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Driver in Toyota crash case freed as prosecutors decide against pursuing a new trial

By Peter Whoriskey
The driver of a Toyota Camry that fatally careened into another family's car was freed from an eight-year prison term on Thursday, after the judge and prosecutors weighed new evidence that the accident might have been caused by defects in the vehicle.

Once the judge called for a new trial for Koua Fong Lee, 32, prosecutors opted against trying him again.

"I believe it is time to bring this very tragic situation to a close," Ramsey County Attorney Susan Gaertner said. "He will not face further prosecution with the very sad events of June 10, 2006."

After his release, Lee spoke outside a downtown St. Paul hotel near the courthouse. According to news reports, Lee blinked back tears and his wife leaned against him. The couple have four children ranging in age from 2 1/2 to 8.

"It's not a dream. It's true," he said. "When we are asleep in the cell, sometimes I dream and I wake up in the little room, still in the little room. But now my dream come true."

His quest for a new trial became the highest profile test of the "Toyota defense," that is, attributing blame for a crash not on human error but on the highly publicized allegations that some Toyotas accelerate without the driver meaning to.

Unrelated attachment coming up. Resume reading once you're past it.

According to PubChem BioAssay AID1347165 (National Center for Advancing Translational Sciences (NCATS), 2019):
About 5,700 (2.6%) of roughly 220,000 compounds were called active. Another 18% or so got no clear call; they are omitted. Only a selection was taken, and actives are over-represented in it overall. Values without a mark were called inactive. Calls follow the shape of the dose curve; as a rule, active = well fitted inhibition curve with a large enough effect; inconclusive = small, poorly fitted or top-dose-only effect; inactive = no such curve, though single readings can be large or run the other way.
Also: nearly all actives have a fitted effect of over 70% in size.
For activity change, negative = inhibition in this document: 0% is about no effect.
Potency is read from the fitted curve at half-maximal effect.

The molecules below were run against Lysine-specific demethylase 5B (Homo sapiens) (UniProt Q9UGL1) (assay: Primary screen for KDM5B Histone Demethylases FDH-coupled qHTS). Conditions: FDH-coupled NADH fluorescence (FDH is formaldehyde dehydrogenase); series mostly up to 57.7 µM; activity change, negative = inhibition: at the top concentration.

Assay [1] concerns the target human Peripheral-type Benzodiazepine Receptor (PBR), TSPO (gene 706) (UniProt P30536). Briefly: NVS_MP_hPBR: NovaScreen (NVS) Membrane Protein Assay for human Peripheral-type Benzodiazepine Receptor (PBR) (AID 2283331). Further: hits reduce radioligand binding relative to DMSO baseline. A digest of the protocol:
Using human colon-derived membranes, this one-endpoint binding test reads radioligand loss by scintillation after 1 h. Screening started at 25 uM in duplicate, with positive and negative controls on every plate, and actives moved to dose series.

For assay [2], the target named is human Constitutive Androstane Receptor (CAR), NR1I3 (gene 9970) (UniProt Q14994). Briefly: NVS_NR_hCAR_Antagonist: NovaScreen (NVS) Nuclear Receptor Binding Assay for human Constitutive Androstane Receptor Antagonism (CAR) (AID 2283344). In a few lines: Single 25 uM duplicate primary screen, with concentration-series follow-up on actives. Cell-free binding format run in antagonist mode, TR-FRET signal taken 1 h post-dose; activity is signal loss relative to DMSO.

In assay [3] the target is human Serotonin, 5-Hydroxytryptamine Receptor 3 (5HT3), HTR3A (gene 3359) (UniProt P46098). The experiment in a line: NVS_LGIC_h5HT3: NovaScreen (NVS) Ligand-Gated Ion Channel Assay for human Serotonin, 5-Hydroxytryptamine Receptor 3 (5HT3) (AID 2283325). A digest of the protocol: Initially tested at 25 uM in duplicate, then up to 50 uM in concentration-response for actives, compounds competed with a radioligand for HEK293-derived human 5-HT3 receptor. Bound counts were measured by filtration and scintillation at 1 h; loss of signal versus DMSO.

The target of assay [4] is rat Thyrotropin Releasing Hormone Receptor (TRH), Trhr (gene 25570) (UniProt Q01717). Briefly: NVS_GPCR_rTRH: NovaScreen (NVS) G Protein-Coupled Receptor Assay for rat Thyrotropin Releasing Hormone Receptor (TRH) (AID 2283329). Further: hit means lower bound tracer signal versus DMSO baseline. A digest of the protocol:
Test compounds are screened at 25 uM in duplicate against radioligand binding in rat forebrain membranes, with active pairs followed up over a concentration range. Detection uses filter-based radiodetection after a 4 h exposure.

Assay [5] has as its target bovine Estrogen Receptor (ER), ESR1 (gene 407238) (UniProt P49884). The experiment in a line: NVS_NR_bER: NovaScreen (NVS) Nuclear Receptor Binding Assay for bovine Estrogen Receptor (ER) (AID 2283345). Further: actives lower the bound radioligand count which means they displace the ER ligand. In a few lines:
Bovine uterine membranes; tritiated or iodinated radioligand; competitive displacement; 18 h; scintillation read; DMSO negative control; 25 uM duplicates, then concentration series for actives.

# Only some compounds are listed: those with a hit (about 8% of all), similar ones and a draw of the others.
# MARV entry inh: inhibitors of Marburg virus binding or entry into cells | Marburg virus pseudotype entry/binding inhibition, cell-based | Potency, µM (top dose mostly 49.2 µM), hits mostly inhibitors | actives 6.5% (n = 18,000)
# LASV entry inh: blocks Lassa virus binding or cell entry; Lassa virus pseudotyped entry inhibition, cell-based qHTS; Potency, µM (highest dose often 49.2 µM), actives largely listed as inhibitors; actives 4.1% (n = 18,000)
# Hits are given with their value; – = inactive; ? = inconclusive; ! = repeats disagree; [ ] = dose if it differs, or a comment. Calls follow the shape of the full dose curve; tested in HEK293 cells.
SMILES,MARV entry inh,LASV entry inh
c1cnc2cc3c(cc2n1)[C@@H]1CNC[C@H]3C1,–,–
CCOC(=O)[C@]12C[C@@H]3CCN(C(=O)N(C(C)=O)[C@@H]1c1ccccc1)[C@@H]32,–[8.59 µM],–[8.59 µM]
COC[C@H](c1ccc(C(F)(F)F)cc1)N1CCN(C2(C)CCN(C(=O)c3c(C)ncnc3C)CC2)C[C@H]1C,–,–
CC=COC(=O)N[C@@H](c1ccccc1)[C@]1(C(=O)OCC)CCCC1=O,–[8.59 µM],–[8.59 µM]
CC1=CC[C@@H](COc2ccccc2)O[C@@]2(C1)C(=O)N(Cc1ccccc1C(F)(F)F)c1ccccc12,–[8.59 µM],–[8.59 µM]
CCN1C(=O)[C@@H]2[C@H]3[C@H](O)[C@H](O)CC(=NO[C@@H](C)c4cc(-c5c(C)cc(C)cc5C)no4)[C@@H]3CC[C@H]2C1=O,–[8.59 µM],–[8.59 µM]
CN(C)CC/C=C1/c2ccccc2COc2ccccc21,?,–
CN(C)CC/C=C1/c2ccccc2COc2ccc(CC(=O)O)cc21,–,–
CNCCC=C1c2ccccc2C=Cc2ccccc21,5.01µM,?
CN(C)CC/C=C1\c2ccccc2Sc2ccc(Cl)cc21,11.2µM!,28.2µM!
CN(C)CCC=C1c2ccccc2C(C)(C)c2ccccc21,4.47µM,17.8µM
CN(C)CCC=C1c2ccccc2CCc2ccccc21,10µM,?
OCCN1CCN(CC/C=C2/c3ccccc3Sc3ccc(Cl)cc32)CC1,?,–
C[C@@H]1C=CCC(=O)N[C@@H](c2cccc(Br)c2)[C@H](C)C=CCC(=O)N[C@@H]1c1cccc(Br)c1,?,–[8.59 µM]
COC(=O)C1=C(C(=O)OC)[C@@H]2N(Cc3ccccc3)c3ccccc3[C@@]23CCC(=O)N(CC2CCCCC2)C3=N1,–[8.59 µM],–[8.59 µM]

On the day of the crash, Lee and family members, including a 4-year-old daughter, were driving home from church when he exited Interstate 94 in St. Paul. Ahead he saw an Oldsmobile Ciera, carrying another family, stopped for a red light.

"When I step on my brakes, it's not working," said Lee, who was born in Laos and came to the United States from Thailand in 2004. "I yelled to my wife that the brakes were not working."

Police estimated that the Camry was traveling 70 to 90 mph at the time of the crash. The driver of the Oldsmobile and his son died at the scene.

To win his release, defense attorneys argued that his previous attorney had made mistakes and presented testimony and affidavits from 10 owners of 1996 Camrys -- the same year as Lee's -- who experienced sudden unintended acceleration while driving.

Read the full story about Lee's case here.


By Peter Whoriskey  |  August 5, 2010; 10:17 PM ET
Categories:  Corporations  
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Comments

Hopefully he'll sue the crap out of Toyota. They have it coming for sure.

Posted by: Nymous | August 6, 2010 4:35 AM | Report abuse

He was fonglee accused.

Posted by: Anonymous | August 6, 2010 7:39 AM | Report abuse

Well, either a run away vehicle or his foot jammed on the gas believing it is the brake...
Did they examine the computer memory to see if the gas pedal was pushed down?

dr. o

Posted by: Anonymous | August 6, 2010 7:45 AM | Report abuse

VEry sad -- but the right decision. Here are logical options:
1. It really was the Toyota. So he shouldn't be in jail
2. It was NOT the Toyota, this guy jammed the gas down thinking it was the brake. That's called "an accident". His own kid is in the car -- he does this stupid thing risking his own kid? Its sad its horrible - but it shouldn't be jail time.